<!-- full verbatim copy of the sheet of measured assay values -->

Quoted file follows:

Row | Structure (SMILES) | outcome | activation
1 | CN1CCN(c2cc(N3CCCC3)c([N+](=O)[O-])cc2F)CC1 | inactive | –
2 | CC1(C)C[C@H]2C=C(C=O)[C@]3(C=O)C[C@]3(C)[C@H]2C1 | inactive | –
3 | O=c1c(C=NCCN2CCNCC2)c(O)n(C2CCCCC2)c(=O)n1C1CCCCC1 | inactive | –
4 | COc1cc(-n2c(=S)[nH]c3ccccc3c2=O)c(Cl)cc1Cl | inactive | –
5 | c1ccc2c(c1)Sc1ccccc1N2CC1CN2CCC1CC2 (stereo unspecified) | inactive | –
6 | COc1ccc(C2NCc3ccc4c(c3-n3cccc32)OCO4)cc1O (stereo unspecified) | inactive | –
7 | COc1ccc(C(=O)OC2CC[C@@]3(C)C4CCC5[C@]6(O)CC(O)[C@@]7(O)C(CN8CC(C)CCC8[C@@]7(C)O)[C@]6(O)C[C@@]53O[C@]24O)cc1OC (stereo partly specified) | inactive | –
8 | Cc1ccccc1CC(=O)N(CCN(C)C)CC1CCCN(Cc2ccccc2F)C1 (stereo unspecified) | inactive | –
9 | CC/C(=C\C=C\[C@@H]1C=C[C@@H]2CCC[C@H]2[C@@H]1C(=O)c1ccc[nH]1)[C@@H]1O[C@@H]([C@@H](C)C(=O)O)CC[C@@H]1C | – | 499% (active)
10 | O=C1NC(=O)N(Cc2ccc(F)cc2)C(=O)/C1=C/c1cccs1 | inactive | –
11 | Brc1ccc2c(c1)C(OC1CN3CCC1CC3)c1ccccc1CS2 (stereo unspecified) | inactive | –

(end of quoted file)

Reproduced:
Row | Structure (SMILES) | outcome | activation
1 | CN1CCN(c2cc(N3CCCC3)c([N+](=O)[O-])cc2F)CC1 | inactive | –
2 | CC1(C)C[C@H]2C=C(C=O)[C@]3(C=O)C[C@]3(C)[C@H]2C1 | inactive | –
3 | O=c1c(C=NCCN2CCNCC2)c(O)n(C2CCCCC2)c(=O)n1C1CCCCC1 | inactive | –
4 | COc1cc(-n2c(=S)[nH]c3ccccc3c2=O)c(Cl)cc1Cl | inactive | –
5 | c1ccc2c(c1)Sc1ccccc1N2CC1CN2CCC1CC2 (stereo unspecified) | inactive | –
6 | COc1ccc(C2NCc3ccc4c(c3-n3cccc32)OCO4)cc1O (stereo unspecified) | inactive | –
7 | COc1ccc(C(=O)OC2CC[C@@]3(C)C4CCC5[C@]6(O)CC(O)[C@@]7(O)C(CN8CC(C)CCC8[C@@]7(C)O)[C@]6(O)C[C@@]53O[C@]24O)cc1OC (stereo partly specified) | inactive | –
8 | Cc1ccccc1CC(=O)N(CCN(C)C)CC1CCCN(Cc2ccccc2F)C1 (stereo unspecified) | inactive | –
9 | CC/C(=C\C=C\[C@@H]1C=C[C@@H]2CCC[C@H]2[C@@H]1C(=O)c1ccc[nH]1)[C@@H]1O[C@@H]([C@@H](C)C(=O)O)CC[C@@H]1C | – | 499% (active)
10 | O=C1NC(=O)N(Cc2ccc(F)cc2)C(=O)/C1=C/c1cccs1 | inactive | –
11 | Brc1ccc2c(c1)C(OC1CN3CCC1CC3)c1ccccc1CS2 (stereo unspecified) | inactive | –